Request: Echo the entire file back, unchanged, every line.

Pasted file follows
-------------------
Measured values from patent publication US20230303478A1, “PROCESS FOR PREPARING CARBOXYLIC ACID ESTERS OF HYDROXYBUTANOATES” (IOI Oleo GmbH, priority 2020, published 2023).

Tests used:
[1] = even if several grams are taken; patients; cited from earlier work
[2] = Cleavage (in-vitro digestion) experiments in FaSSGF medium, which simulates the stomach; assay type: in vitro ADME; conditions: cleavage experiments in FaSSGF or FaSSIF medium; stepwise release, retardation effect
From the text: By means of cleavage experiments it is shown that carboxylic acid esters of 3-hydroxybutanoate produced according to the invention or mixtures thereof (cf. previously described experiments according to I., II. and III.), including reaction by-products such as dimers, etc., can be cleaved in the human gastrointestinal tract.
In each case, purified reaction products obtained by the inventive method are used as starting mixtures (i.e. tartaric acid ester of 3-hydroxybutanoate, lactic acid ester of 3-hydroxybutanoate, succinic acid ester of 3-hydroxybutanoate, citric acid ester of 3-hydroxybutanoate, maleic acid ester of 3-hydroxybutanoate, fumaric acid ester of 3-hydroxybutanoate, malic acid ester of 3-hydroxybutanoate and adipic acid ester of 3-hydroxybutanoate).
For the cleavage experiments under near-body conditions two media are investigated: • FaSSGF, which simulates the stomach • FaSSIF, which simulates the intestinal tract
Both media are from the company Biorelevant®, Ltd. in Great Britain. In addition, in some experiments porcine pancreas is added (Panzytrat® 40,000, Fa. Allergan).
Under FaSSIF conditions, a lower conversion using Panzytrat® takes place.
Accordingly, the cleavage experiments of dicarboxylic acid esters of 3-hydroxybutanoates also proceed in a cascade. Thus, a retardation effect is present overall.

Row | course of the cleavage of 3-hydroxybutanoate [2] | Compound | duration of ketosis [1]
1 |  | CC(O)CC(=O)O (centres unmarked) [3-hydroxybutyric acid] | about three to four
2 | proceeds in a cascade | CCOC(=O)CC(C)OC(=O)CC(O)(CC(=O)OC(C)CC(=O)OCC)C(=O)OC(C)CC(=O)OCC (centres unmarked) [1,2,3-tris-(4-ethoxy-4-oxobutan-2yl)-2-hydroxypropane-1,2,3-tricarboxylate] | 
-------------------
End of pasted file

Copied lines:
Measured values from patent publication US20230303478A1, “PROCESS FOR PREPARING CARBOXYLIC ACID ESTERS OF HYDROXYBUTANOATES” (IOI Oleo GmbH, priority 2020, published 2023).

Tests used:
[1] = even if several grams are taken; patients; cited from earlier work
[2] = Cleavage (in-vitro digestion) experiments in FaSSGF medium, which simulates the stomach; assay type: in vitro ADME; conditions: cleavage experiments in FaSSGF or FaSSIF medium; stepwise release, retardation effect
From the text: By means of cleavage experiments it is shown that carboxylic acid esters of 3-hydroxybutanoate produced according to the invention or mixtures thereof (cf. previously described experiments according to I., II. and III.), including reaction by-products such as dimers, etc., can be cleaved in the human gastrointestinal tract.
In each case, purified reaction products obtained by the inventive method are used as starting mixtures (i.e. tartaric acid ester of 3-hydroxybutanoate, lactic acid ester of 3-hydroxybutanoate, succinic acid ester of 3-hydroxybutanoate, citric acid ester of 3-hydroxybutanoate, maleic acid ester of 3-hydroxybutanoate, fumaric acid ester of 3-hydroxybutanoate, malic acid ester of 3-hydroxybutanoate and adipic acid ester of 3-hydroxybutanoate).
For the cleavage experiments under near-body conditions two media are investigated: • FaSSGF, which simulates the stomach • FaSSIF, which simulates the intestinal tract
Both media are from the company Biorelevant®, Ltd. in Great Britain. In addition, in some experiments porcine pancreas is added (Panzytrat® 40,000, Fa. Allergan).
Under FaSSIF conditions, a lower conversion using Panzytrat® takes place.
Accordingly, the cleavage experiments of dicarboxylic acid esters of 3-hydroxybutanoates also proceed in a cascade. Thus, a retardation effect is present overall.

Row | course of the cleavage of 3-hydroxybutanoate [2] | Compound | duration of ketosis [1]
1 |  | CC(O)CC(=O)O (centres unmarked) [3-hydroxybutyric acid] | about three to four
2 | proceeds in a cascade | CCOC(=O)CC(C)OC(=O)CC(O)(CC(=O)OC(C)CC(=O)OCC)C(=O)OC(C)CC(=O)OCC (centres unmarked) [1,2,3-tris-(4-ethoxy-4-oxobutan-2yl)-2-hydroxypropane-1,2,3-tricarboxylate] | 